For some, going back to work is not only a beneficial and healthy step but a necessity. Sabrina Moller is the chef and founder of Platedate in New York. Her business model necessitates going into others’ homes. Though she lost business during the initial COVID lockdown, things are picking back up. She explains, “I am so happy that my clients have come back to New York City and are staying. It feels so good to be back in their kitchens making home-cooked, healthy meals again! As all my clients initially left, I truly did not think the city would come back. But they did and I do not see them leaving anytime soon!” Moller explained she is following protocols and feels safe and healthy in their homes.
But Is it Worth It?
Is New York still New York without the liveliness and drama? Sheina Ebrani, of Stefano Navi on 5th Avenue, said she’s back at work. Though she reports an easy commute and residents following the guidelines, her reaction is one of sadness. “The streets don’t feel the same. The train I take is usually at 120% capacity and is now at about 25% capacity. I appreciate that most people are wearing masks, but the streets don’t have the vibrant feel that they once did.”
Ebrani is going as far as to consider other alternatives. She says, “After 45 years, I am pushing my father to call it quits and move offices back to the suburbs. It will take a toll, as the manufacturing facility we use is in New York City, but that is the extent that the landscape has changed.”
Working Remotely For the Foreseeable Future
The City of New York has recommended that employers relax leave policies to encourage staff to stay home. This in turn helps NYC reduce the transmission of COVID-19 and protect the workers who must report to the worksite to perform their job. If being at the worksite is mandatory, the city suggests staggering work times and days to maintain physical distancing. For those who have never had the flexibility to work from home, this is an unexpected opportunity.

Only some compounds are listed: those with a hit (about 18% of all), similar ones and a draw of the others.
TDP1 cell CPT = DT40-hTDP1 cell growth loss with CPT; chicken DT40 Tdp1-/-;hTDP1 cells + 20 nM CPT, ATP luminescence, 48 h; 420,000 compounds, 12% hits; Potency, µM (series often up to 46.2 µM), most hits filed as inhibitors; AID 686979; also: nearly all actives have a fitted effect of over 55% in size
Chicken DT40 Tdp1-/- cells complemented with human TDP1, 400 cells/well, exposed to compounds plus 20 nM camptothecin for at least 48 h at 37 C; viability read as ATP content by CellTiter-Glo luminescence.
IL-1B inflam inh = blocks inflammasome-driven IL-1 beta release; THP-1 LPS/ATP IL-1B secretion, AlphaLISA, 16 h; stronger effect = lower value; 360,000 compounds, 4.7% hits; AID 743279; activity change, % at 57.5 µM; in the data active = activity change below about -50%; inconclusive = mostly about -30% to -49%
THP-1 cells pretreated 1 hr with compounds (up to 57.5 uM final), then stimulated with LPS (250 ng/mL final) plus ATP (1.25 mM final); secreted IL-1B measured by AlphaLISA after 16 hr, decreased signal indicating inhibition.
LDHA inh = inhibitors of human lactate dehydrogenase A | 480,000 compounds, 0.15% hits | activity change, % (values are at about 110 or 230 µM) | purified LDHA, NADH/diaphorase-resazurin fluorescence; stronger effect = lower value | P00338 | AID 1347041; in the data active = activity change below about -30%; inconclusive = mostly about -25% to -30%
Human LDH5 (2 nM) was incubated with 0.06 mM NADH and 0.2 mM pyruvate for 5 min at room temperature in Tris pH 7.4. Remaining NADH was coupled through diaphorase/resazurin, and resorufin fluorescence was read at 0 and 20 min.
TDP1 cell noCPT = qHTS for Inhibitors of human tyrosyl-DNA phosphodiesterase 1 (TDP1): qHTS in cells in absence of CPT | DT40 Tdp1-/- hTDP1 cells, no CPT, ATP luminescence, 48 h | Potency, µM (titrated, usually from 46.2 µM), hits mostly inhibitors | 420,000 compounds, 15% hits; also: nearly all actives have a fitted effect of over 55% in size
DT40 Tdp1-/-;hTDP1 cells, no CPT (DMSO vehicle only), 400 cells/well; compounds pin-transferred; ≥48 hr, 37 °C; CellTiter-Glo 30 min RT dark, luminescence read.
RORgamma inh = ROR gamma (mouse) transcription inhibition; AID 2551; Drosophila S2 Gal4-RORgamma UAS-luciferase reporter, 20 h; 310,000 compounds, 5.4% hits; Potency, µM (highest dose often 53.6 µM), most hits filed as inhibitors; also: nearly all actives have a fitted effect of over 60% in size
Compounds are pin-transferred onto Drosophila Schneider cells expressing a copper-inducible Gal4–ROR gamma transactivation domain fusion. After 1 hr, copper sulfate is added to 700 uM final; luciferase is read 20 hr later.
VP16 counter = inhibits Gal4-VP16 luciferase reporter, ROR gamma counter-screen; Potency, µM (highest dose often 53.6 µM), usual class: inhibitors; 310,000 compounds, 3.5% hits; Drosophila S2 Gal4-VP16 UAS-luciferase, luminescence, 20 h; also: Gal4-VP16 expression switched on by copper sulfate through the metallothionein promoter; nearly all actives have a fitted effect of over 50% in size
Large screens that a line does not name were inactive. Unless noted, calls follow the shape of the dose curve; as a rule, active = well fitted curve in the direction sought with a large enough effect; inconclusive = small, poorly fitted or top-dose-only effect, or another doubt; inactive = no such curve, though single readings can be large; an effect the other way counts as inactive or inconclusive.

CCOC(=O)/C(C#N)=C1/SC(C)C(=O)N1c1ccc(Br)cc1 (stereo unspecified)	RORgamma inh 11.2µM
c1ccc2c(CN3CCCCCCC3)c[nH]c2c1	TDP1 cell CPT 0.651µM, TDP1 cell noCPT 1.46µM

Mike Greenberg, a Mythology Writer covering everything from Zeus to Aphrodite, says “There’s no dealing with the New York commute. Goodbye crammed subway! Without a 45-minute commute, I save 90 minutes a day, or almost five hours a week. Instead, I can replace an hour in traffic with a self-care routine: exercise, healthy breakfast, and journaling. The time to incorporate these things has been incredible for me.”
Greenberg explained, “I work in Civil Engineering, and for such an old industry we have adapted surprisingly quickly. Screen sharing works great, Zoom is a lifesaver, and online meetings feel quicker and more efficient than getting everyone into a room together. It’s my understanding that we may never be 100% office again, pandemic or not. It seems like any future plans will revolve around in-person meetings with clients or when crucial for a project. Sounds like we will be downsizing our office to only essential staff and doing much of the work remotely. After years of being told ‘no chance’ when requesting to work from home, I’m more than happy.”
Moving Forward During Reopening
COVID-19 has proven that people can work from home. But should they? We think that the city will rebound and come back fiercer than ever, but how quickly should these decisions be made and at what cost? What we’ve learned is that there really is no right answer right now. Every step is a calculated risk…but someone has to make the first move.